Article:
Competitive entrance criteria, the demanding nature of marrying creativity with consumer demand, a challenging post-graduation job market – it’s no surprise that design students feel mentally overloaded. Now their courses are under scrutiny for unethical teaching methods contributing.
A pattern of common experiences has emerged from students sharing first-hand experiences on social media, exposing the alarming reality that while studying design – namely architecture and fashion – the inherent pressure of having to work 50 to 60 hours a week with little to no support has led students to experience burnout and, worse, consider suicide.
The gravely similar student accounts suggest a toxic culture of unhealthy work practise being fostered at universities, sparking a debate within architecture and fashion design media – particularly regarding universities’ role in perpetuating a dangerously unsustainable working culture.
A fashion background
Back in 2016, a conversation exposing rumoured dangerous teaching methods within the fashion programme of the prestigious Antwerp Academy – led by Antwerp Six member and designer Walter van Bierendonck – was sparked after the tragic and sudden suicide of a third-year student upon his return to South Korea, his native country.
The article, appearing in prominent fashion industry media platform Business of Fashion, opened an already overdue discussion about the fashion industry’s negative effect on the mental and emotional wellbeing of its students.
The issue unfolded in 2016 as a mental health endemic within the design student community and industry; numerous personal accounts from friends of the student who tragically took his own life insisted that the student suffered from depression related to his studies at the academy.
The tragic event ignited a dialogue and new awareness on elitism at design university level, as students spoke out about the undercurrents of a hierarchical “cult-like” following perpetuated by university faculty, limited and judgemental exchange in work critique, the use of shame as a manipulation tool, and course work which propagated excessive amounts of stress from immense workloads, not permitting adequate rest.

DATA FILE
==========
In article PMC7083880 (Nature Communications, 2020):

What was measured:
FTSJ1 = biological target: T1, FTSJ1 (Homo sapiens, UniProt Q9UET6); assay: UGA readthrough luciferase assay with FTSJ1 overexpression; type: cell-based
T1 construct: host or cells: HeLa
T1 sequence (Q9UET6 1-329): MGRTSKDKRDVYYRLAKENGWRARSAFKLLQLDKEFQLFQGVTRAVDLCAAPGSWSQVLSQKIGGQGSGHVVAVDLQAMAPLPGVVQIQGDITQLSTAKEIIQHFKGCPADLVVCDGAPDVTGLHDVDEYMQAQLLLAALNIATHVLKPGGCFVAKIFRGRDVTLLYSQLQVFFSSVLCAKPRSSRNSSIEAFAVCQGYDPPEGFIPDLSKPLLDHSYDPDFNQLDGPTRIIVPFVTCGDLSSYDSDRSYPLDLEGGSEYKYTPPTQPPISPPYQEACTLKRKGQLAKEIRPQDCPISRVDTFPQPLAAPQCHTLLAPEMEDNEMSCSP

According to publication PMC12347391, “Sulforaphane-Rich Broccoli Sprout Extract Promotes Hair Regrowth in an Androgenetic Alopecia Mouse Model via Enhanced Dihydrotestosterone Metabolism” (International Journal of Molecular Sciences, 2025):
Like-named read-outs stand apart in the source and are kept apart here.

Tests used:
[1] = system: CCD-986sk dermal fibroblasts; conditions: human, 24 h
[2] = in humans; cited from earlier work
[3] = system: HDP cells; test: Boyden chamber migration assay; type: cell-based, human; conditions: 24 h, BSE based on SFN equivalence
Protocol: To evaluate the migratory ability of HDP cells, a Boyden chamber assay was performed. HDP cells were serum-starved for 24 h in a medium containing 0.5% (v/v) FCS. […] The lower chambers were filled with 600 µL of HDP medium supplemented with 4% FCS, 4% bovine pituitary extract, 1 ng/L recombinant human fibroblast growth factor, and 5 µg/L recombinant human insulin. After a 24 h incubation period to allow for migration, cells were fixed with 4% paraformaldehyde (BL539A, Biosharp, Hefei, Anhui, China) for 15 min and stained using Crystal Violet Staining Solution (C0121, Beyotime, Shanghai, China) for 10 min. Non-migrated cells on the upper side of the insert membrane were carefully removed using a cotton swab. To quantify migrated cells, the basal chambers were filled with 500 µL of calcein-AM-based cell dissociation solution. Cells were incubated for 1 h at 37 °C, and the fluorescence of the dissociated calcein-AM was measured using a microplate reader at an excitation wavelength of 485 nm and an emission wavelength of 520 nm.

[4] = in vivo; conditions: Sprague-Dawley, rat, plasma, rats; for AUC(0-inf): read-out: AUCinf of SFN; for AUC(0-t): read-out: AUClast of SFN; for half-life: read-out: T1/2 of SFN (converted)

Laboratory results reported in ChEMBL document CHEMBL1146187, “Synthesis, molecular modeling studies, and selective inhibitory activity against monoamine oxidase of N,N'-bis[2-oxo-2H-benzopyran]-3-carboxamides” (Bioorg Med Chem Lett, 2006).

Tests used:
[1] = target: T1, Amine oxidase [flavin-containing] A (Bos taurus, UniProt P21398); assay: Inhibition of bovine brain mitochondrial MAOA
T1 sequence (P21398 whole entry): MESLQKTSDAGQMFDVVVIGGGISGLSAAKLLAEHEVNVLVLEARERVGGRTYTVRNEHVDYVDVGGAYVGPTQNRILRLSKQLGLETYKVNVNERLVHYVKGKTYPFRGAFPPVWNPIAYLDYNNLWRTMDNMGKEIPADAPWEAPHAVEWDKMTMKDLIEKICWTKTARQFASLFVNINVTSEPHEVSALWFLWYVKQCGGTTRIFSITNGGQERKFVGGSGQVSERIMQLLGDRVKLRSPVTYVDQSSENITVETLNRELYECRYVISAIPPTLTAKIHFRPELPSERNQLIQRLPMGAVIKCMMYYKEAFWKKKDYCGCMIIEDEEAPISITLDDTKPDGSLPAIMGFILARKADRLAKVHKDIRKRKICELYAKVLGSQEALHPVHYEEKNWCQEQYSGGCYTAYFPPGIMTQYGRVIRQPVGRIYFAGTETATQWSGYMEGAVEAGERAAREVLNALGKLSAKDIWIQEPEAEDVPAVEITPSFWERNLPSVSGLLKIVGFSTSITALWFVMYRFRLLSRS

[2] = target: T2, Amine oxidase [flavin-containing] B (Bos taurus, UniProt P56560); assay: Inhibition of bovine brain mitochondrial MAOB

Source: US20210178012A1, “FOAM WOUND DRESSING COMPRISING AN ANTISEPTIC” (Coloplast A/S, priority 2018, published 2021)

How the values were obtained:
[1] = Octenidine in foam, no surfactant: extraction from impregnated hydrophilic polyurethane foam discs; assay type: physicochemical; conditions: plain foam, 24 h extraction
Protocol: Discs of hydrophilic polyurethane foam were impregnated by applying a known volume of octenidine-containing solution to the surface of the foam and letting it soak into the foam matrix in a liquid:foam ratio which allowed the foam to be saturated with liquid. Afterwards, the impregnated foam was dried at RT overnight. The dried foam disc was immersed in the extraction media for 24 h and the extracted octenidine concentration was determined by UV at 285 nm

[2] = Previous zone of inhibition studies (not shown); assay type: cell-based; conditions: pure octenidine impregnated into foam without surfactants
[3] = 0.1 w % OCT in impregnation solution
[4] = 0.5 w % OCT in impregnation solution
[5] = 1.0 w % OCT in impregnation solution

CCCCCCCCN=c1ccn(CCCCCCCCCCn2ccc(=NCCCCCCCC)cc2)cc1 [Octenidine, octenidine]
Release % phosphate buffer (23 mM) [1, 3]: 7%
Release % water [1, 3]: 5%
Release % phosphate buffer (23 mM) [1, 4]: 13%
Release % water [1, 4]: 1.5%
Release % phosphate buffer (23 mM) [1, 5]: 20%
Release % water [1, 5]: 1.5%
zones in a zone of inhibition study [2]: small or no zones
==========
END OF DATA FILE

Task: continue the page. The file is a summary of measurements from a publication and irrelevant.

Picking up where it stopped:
In 2016, the discussion led the industry to question where the responsibility of an institution lies in managing the impact of prescribed study to student wellbeing, and how far removed the university culture was in fostering un-healthy work-life balance.
Architecture joins the debate
An alarmingly similar discussion is surfacing currently in 2019, amongst the architecture community, with the debate blossoming over social media sparked by architecture media platform Dezeen, concerning sleep-deprived students, stressed by dubious advice from lecturers on how to manage their workloads.
“Some professors say that, as an architecture student, all-nighters should be common practice,” said Instagram user Rafay Qazi, saying one professor told them that “sleep is for the weak.”
As students, graduates and professionals start to speak out, the international collective voice becomes refined: many students are aware of peers dealing with developed stages of burnout and depression, some even writing in social media with reference to their own study-related breakdowns.
Throughout the discussion, the signposts of developed psychological disorders are commonplace, with burn-out, anxiety, panic, depression, dissociation, self-harm, post-traumatic stress disorder mentioned being experienced by students as side effects of the system.
The alarmingly coincidental reoccurring notion of 4 hours’ sleep a night, which appears commonly across the board through both fashion design and architecture, suggests a dangerous standardised work ethic drummed into students at university level which cannot be sustainable in long term practise.
Is it time that design educators became more realistic about human limitations? Should design schools offer time management as part of the curriculum, instead of simply overloading students with so much work that a student must either choose to rush through tasks, or lose sleep?
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